For this reason, Tron will (typically) wait for you to make the first move. If they crack the map on your end step, then they are just providing you with more information about their hand before you make your decision.

I know, I know, it’s a small edge. While trading a 2% chance of top-decking the missing Tron piece doesn’t seem worth the two points of damage missed, it is. Remember that not only are you gaining that 2%, but you are also making their turns two and three mana inefficient. By passing the turn, you are forcing them to waste their turn two and most of their turn three to do one action while also taking them back a turn on lands. This is a pretty big tempo advantage. Basically their turns have gone: turn one Map, turn two do nothing, turn three crack map and miss a land drop.

It’s important to make sure that when you pass the turn to blow up a land, you’re doing it on their upkeep prior to their draw step, regardless of whether they cracked their Map on your end step or not. Unlike Path to Exile or Ghost Quarter, where we are taking actions in the draw step in the hopes they draw the basic they would’ve otherwise searched for, Fulminator Mage does not have this effect. By allowing them to go to their draw step, you are giving them more information to work with. For example, if you wait until their draw step to blow up their Mine, you risk the chance that they have drawn a second copy and can then utilize their Map to get the missing Power Plant instead of replacing the Mine they lost.

This situation can be played out very similarly with Assassin’s Trophy. You want them to crack the map before you use it to destroy a land. If they go to untap without cracking the Map, then pull the trigger on their upkeep anyway.

On the topic of Trophy, know that this card is just a band-aid on a much bigger problem. Tron will eventually get to seven mana, whether they get Tron online or not. Unlike Fulminator, Trophy is simply replacing one land with another, and this will keep the Tron player on track to play a Karn on turn seven. I got news for you, Karn is just as powerful on turn seven as he is on turn three. This is why straight land destruction is still better than effects like Trophy, Blood Moon, Damping Sphere and Field of Ruin. These cards are only good when they can be backed up by an efficient clock to close the game before their top end threats can be played.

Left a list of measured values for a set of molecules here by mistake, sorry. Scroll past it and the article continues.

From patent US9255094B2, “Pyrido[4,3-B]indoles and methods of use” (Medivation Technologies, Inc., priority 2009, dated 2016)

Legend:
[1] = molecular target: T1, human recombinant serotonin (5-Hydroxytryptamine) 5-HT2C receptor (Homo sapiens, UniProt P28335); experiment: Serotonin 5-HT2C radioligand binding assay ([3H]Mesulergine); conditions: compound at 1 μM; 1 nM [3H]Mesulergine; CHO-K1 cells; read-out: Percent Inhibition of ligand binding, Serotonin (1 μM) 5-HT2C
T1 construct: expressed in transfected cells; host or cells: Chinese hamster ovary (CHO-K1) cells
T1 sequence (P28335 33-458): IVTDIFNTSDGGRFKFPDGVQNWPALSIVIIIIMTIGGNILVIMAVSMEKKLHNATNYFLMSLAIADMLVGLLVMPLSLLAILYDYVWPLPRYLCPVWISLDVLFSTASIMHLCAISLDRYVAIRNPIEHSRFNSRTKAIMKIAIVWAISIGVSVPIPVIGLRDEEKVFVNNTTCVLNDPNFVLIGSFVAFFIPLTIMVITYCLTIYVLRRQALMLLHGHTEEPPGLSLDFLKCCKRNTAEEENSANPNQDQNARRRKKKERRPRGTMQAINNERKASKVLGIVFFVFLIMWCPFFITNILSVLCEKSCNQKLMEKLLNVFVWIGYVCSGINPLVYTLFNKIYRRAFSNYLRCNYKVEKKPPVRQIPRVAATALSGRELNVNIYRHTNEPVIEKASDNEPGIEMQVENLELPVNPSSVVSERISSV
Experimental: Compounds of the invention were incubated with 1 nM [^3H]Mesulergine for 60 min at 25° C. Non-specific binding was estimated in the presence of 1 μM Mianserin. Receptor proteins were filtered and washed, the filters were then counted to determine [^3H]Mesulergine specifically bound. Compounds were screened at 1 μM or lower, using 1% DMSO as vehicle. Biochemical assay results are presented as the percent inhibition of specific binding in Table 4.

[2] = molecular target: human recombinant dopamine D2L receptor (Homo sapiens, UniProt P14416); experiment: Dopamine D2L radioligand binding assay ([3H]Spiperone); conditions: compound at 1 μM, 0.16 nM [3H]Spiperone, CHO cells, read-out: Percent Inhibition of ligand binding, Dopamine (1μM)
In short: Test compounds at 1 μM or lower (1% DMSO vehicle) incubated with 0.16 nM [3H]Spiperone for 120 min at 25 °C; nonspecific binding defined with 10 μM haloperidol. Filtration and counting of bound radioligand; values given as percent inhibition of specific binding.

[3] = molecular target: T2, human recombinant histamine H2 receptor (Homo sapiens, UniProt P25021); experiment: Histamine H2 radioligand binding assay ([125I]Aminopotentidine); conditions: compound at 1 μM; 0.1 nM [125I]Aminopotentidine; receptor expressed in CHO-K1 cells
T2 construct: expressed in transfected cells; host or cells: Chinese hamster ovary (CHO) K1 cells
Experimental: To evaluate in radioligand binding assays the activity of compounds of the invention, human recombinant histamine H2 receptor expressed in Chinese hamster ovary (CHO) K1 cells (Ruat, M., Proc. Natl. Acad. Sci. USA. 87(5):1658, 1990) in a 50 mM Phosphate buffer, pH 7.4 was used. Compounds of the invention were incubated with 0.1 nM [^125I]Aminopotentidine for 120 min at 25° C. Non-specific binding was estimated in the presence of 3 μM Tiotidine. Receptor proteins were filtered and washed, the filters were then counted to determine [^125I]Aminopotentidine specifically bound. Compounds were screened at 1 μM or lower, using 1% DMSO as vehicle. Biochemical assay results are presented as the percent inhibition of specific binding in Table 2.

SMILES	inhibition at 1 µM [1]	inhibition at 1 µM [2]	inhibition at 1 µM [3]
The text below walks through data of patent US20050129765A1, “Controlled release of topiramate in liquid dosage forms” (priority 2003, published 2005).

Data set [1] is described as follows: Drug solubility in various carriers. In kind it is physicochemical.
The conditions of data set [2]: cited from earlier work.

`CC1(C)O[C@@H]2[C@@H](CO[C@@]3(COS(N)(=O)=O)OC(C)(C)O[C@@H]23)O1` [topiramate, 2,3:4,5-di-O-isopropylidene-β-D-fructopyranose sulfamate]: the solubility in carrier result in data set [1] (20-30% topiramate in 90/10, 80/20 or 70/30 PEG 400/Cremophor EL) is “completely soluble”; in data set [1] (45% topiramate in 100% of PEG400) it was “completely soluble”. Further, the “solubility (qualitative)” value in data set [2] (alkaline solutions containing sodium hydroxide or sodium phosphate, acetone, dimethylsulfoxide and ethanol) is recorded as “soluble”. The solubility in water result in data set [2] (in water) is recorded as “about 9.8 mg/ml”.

Many people will argue that hitting the Tower is best because it taps for three mana and is therefore more powerful. Some will argue that the other pieces should be prioritized. Personally, I don’t think it matters. What does matter is that you continue to hit the same land as the game continues. Remember that 6% chance of drawing the missing tron piece naturally after one is gone? Well that decreases to 4% with 48 cards in their library and only two left. It goes down even further to 2% with 45 cards left in the library if you can eliminate three of the same Tron lands. They may try and put you into a position where you need to deviate from that and blow up a different Tron piece, and that’s okay. Better to keep them off Tron than to risk letting them have it.

 Image result for tron mtg

The match is certainly not easy and many players often leave their Tron hate at home, willing to concede any Tron match they encounter. Siding in six to eight cards for one match-up is a lot, and some players would rather use those slots to shore up other, much closer matches. It often times does feel that unwinnable. There will be games where you curve Thoughtseize into Stony Silence into Fulminator Mage and still lose. Some would argue it’s only winnable through luck, regardless of what you have in your sideboard. It’s true that a really good Tron hand may be able to trump whatever it is you’re capable of doing, but that’s no reason to ignore the match-up all together. Tron is consistently in the top of the meta and it’s worth practicing the match-up to give yourself the best possible chance of winning. Tiny edges, small advantages, and tight game play can add up to a victory.